U.S. tax officials are rightfully concerned about the amount of American money that escapes taxation because it is stashed in accounts in other countries. That's why the IRS and U.S. Treasury make the most of laws established to track money in ostensible foreign tax havens.
But for folks in other parts of the world, the United States is a tax haven, too.
That's not a big secret. International studies regularly list the United States as a great place for the globally rich and famous to hide their money from their governments' tax collectors.
Global tax evasion
That perception was emphasized once again with the release of the Panama Papers. That's the name given to around 11.5 million documents leaked from the Panama-based law firm Mossack Fonseca. An anonymous source gave the records to a German newspaper, which then shared them with the International Consortium of Investigative Journalists, or ICIJ, which passed them along to its network of international media partners.
Many of the locales where Mossack Fonseca says, per its website, that it provides "comprehensive legal and trust services" also are on international lists of official tax haven countries.
U.S. tax-haven states
Also among the Panamanian firm's service areas are Nevada and Wyoming.
Business in those 2 Western states must be good.
ICIJ analysis of the Panama Papers shows that the United States is one of the top 10 countries where Mossack Fonseca worked with intermediaries.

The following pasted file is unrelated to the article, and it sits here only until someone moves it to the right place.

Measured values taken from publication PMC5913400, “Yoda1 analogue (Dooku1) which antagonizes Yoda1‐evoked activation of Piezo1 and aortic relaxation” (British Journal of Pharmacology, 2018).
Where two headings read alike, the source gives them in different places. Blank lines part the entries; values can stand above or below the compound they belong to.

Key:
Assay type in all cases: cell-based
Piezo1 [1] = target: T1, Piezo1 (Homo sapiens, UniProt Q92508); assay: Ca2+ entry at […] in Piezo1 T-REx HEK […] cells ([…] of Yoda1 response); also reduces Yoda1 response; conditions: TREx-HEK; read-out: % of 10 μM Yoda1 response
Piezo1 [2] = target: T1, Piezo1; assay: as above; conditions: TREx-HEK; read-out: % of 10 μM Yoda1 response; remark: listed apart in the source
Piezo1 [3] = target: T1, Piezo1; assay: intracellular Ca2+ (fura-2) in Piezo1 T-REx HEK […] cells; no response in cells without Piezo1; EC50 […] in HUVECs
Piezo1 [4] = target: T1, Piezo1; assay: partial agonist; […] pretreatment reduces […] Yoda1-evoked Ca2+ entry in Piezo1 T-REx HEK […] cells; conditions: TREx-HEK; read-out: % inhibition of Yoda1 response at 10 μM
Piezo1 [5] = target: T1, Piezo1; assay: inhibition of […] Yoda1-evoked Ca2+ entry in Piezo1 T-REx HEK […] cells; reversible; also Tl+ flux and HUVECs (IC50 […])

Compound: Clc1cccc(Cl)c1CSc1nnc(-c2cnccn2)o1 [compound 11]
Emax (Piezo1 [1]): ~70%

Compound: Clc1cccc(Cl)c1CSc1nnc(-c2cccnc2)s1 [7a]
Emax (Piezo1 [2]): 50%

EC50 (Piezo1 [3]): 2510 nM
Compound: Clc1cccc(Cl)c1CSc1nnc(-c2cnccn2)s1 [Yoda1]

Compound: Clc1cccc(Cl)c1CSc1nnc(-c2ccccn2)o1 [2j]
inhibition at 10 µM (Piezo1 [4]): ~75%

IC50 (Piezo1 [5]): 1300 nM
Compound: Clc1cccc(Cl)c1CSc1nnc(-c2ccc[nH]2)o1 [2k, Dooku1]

ICIJ says the firm worked with more than 14,000 banks, law firms, company incorporators and other middlemen in these countries to set up companies, foundations and trusts for customers.
Global leaders' accounts revealed
The documents also are raising questions because some of the names found in the leaked material read like a Who's Who of world leaders, including Russia's President Vladimir Putin, former Iraqi Prime Minister Ayad Allawi, and Alaa Mubarak, son of Egypt's former president.
Of course, these papers do not necessarily prove tax cheating. Simply owning a financial account in a foreign country is not illegal. There are plenty of reasons other than evading taxes for such financial moves.
But the existence of so many accounts located beyond the owners' borders does raise questions.
And today, Iceland's Prime Minister Sigmundur David Gunnlaugsson resigned in the wake of the Panama Papers' revelation about a company he and his wife set up in 2007 in the British Virgin Islands through Mossack Fonseca.
I'm trying hard not to sound jealous or judgmental here, but is it really surprising that the rich and famous, be they the run-of-the-mill wealthy or leaders of nations, will take whatever steps they deem necessary to protect their wealth and power?
Global tax officials aren't surprised. They also are more judgmental than I am. And they have the resources to look into the foreign accounts.
The U.S. Department of Justice isn't commenting on the Panama Papers -- yet. European officials are not as reticent.
French President Francois Hollande said the "good revelations" in the document trove would "increase tax revenues from those who commit fraud."
Brazilian, Austrian, Dutch, Australian and Spanish officials also reportedly have launched investigations.
If money machinations and possible tax evasion intrigue you, keep watching. The global examinations into potential tax cheats, some possibly with accounts in the United States, will grow.
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